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COVID-19 has killed thousands, infected millions, and changed our way of life. JASS spoke to our staff and allies on four continents about the impact of COVID-19 on their lives, their communities and the work they do.

In the Philippines, the message to human rights defenders is clear: anyone who speaks out could be a target. Within just 10 days this past July, 21 people were killed - community leaders, farmers, church workers, and lawyers - in the province of Negros Oriental. The use of violence is a careful strategy meant to instill a culture of silence and fear. For months, the silence was deafening until a community of local people started to come together. JASS with local groups organized an ecumenical prayer and concert for peace that drew 150 individuals and 19 organizations: young women, mothers, academics, artists, and religious groups. Creating a much-needed space, the gathering built solidarity and common ground – a necessary strategy to confront the violence together. A JASS Southeast Asia tells us more.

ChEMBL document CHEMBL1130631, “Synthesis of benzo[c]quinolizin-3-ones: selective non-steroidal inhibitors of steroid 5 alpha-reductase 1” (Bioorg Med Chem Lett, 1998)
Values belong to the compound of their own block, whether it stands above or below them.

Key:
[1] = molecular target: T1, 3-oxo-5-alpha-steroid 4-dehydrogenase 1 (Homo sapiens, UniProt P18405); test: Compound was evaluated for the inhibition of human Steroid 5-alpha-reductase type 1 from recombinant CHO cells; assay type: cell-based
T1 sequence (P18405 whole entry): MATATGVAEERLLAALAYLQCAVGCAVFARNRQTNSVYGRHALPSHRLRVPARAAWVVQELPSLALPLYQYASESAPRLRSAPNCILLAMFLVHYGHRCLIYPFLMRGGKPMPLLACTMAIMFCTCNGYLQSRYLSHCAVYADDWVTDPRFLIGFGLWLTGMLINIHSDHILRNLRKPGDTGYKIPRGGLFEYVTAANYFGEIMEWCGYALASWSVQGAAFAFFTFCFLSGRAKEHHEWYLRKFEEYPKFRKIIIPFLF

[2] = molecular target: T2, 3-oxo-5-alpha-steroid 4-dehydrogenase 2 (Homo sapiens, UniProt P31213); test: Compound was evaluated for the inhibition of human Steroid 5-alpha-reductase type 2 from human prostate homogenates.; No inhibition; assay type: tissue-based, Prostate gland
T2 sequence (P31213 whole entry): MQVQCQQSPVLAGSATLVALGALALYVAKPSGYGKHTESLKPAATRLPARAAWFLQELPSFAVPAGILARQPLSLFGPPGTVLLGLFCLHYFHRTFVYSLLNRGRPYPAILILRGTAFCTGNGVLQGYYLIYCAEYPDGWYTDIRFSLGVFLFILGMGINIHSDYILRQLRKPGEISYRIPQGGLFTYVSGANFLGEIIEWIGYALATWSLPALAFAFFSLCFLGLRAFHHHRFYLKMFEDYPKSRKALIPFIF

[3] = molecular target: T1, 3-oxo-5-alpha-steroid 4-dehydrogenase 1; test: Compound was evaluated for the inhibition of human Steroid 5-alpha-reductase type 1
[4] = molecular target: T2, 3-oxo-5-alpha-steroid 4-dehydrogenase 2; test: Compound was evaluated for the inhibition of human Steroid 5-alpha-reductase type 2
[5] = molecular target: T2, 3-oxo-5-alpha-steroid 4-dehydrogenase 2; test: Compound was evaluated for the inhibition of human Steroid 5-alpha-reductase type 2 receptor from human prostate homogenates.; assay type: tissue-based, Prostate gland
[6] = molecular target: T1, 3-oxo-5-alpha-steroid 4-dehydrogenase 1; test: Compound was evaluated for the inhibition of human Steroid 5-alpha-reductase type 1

Our JASS Southeast Asia team in the Philippines report that after more than a decade of persistent grassroots organizing and advocacy, legislation that would guarantee protection for human rights defenders (HRD) may finally come to fruition this year.

Authoritarianism. Militarism. Fundamentalism. Extractivism. While contexts differ, the convergence of these four trends have become fertile ground for escalating violence against women and women activists around the world.

The words of Shirley Chisholm sum up 2018 perfectly: “If they don’t give you a seat at the table, bring a folding chair.” This year, women all over the world mobilized in large numbers and so loudly that the tables were rattling and folding chairs lining up.